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skimmers and debris eaters!!!
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luke22
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Joined: 15 Apr 2005

PostPosted: 2005.04.17(Sun)14:37    Post subject: skimmers and debris eaters!!! Reply with quote

hi there,

are there any fish/inverterbrates that are good for eating the un-eaten foods on the sand?

I would also really appreciate some advice on what are good/easy corals to start with, because I don't like killing these poor things because of my inexperience!

I also have only what I can describe as maroon/red seaweed which is growing at a massive rate is this good for the tank??

is there a skimmer that you would recommend for a 150L tank??
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DanG
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Joined: 15 Nov 2004

PostPosted: 2005.04.17(Sun)20:05    Post subject: Reply with quote

The red seaweed is probably slime algae, which is caused by overfeeding. Definately cut back on the amount of food you're giving your fish.
How many fish? What kind of filtration are you using now? How much water do you change, and how frequently?
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KDodds
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Joined: 05 Apr 2005
Location: Suffern, NY

PostPosted: 2005.04.17(Sun)20:58    Post subject: Reply with quote

One of the best clues to know if you're feeding too much is uneaten food left over after feeding. I would definitely cut back if you're noticing food particles left in the sand untouched by the fish.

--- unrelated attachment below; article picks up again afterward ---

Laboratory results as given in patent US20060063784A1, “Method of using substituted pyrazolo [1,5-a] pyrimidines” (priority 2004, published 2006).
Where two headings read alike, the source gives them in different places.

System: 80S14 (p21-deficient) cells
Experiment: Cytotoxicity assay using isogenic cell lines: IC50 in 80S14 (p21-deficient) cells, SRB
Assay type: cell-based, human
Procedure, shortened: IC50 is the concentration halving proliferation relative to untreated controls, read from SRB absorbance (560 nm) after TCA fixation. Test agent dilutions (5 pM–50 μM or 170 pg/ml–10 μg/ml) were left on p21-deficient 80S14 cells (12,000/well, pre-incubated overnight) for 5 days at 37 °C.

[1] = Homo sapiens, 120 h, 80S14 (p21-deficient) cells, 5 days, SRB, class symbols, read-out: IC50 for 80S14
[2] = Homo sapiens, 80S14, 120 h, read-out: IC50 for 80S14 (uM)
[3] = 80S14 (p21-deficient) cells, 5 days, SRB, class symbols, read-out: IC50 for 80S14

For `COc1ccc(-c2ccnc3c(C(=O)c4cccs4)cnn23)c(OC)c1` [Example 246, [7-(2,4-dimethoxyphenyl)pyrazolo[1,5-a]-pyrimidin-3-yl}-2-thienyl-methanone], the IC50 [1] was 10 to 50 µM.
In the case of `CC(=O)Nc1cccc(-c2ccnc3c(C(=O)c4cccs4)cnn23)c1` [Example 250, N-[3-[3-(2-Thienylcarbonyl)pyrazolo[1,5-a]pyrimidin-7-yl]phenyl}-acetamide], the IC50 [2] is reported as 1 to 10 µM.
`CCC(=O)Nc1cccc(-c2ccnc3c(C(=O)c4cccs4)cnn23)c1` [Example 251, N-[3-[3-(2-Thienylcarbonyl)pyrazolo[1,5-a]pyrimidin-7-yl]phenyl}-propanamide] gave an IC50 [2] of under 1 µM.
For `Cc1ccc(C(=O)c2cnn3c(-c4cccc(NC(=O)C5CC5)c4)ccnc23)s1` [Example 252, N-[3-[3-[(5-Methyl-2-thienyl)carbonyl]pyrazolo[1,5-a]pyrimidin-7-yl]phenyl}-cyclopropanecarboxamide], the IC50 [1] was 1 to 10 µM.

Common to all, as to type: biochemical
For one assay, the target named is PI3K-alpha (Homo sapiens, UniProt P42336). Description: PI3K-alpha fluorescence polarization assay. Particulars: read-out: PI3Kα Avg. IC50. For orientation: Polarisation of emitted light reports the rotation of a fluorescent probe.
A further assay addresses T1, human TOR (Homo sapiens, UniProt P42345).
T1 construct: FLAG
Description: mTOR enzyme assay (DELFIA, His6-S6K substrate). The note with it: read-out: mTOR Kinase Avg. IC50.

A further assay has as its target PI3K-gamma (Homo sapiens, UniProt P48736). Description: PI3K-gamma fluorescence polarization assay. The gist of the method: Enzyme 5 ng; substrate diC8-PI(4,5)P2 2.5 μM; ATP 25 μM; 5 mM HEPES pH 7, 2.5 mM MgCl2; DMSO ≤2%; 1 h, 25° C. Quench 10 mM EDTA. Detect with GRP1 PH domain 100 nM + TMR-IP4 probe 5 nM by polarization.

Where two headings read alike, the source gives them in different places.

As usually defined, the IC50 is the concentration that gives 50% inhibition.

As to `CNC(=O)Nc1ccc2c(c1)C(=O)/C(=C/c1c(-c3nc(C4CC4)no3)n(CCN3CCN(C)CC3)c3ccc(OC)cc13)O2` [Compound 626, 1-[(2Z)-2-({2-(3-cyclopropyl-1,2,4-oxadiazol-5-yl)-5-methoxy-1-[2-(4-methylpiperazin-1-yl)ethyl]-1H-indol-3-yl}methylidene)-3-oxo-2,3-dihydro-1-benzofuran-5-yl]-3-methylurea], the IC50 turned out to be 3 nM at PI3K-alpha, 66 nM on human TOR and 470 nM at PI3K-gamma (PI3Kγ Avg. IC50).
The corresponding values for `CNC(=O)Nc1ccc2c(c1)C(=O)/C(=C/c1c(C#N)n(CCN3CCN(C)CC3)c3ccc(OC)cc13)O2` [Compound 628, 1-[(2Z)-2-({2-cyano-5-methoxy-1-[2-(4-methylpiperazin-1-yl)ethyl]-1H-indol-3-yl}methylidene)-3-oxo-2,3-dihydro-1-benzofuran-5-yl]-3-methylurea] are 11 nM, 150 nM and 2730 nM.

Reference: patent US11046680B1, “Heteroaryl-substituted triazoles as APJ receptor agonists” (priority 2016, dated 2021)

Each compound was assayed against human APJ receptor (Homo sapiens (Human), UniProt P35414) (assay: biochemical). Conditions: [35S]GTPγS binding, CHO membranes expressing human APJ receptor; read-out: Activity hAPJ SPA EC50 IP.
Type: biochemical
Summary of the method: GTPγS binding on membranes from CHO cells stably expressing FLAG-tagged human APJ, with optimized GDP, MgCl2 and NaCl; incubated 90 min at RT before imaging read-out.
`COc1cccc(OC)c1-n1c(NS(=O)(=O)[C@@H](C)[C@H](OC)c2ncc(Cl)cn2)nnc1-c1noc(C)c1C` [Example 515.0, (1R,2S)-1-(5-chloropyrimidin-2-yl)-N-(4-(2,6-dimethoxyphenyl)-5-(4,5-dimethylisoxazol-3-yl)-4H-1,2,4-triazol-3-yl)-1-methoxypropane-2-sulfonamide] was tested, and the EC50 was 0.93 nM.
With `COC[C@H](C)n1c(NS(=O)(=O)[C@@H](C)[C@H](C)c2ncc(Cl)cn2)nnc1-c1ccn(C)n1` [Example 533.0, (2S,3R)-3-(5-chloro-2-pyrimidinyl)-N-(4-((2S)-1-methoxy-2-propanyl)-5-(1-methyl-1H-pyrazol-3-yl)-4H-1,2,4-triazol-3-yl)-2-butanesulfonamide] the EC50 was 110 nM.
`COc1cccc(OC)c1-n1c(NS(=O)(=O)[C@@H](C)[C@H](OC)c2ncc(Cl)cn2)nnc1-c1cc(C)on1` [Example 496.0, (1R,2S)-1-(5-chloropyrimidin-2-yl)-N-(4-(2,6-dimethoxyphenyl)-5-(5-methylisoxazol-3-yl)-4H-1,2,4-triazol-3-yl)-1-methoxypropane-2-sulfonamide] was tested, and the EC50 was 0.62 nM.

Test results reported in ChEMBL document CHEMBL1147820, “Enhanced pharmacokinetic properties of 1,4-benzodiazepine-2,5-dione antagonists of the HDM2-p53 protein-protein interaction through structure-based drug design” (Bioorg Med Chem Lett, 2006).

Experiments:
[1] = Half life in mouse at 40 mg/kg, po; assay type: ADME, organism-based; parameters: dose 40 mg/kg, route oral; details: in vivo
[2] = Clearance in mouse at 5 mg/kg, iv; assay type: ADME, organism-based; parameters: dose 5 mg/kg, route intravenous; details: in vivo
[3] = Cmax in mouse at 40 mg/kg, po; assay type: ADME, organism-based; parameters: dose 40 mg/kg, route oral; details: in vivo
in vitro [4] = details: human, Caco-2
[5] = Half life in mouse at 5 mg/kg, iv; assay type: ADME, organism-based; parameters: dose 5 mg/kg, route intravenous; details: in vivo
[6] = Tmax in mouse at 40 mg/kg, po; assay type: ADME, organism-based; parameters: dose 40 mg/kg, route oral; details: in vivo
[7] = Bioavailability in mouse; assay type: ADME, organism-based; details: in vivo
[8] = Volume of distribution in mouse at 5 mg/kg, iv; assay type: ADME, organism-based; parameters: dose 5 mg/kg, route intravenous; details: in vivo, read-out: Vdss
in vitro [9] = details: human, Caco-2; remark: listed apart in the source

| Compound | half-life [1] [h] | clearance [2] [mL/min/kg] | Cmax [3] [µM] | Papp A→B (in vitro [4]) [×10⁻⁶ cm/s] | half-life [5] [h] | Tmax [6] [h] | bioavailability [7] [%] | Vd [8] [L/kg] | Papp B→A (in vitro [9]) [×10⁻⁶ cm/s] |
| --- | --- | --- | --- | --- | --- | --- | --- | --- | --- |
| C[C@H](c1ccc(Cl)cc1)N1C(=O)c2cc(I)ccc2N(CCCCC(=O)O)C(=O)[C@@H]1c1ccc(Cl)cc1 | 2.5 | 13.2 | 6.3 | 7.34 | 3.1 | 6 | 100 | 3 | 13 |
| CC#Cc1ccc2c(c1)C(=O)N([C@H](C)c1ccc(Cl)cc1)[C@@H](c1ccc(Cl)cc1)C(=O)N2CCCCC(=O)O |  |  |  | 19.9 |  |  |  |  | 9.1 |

Bristleworms are probably the best consumers of waste, including leftover food, but you should not rely on a single species alone. I would suggest maybe a detritivore kit from IPSF or IA. Other organisms that might be useful would be Nassarius snails and Blueleg Hermits.

I would address your current problems and id the algae before even considering corals. Post a pic of the algae for identification. It may prove to be a harmless macroalgae, or it could be cyano or turf or other nuisance organism. Until it's id'd positively, tho, it's not recommendable for ANY coral to be placed in the tank.
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Kieron Dodds
Inside Aquatics
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tdfd
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Joined: 15 May 2004
Location: Seattle, Wa

PostPosted: 2005.04.20(Wed)10:37    Post subject: Reply with quote

Check out this book. Algae aproblem solver guide by julian Sprung. It has good pictures to identify all kinds of algae, cyanobacteria and dinoflagellates. Suggests herbivores and other methods to controlling algae. You should check out your water parameters If you have high nitrates it could be causing the algae problem. Also the nitrates could be harmfull to corals. Otherwise corals would be good to use up the excess nutrients and light that would cause algae blooms.
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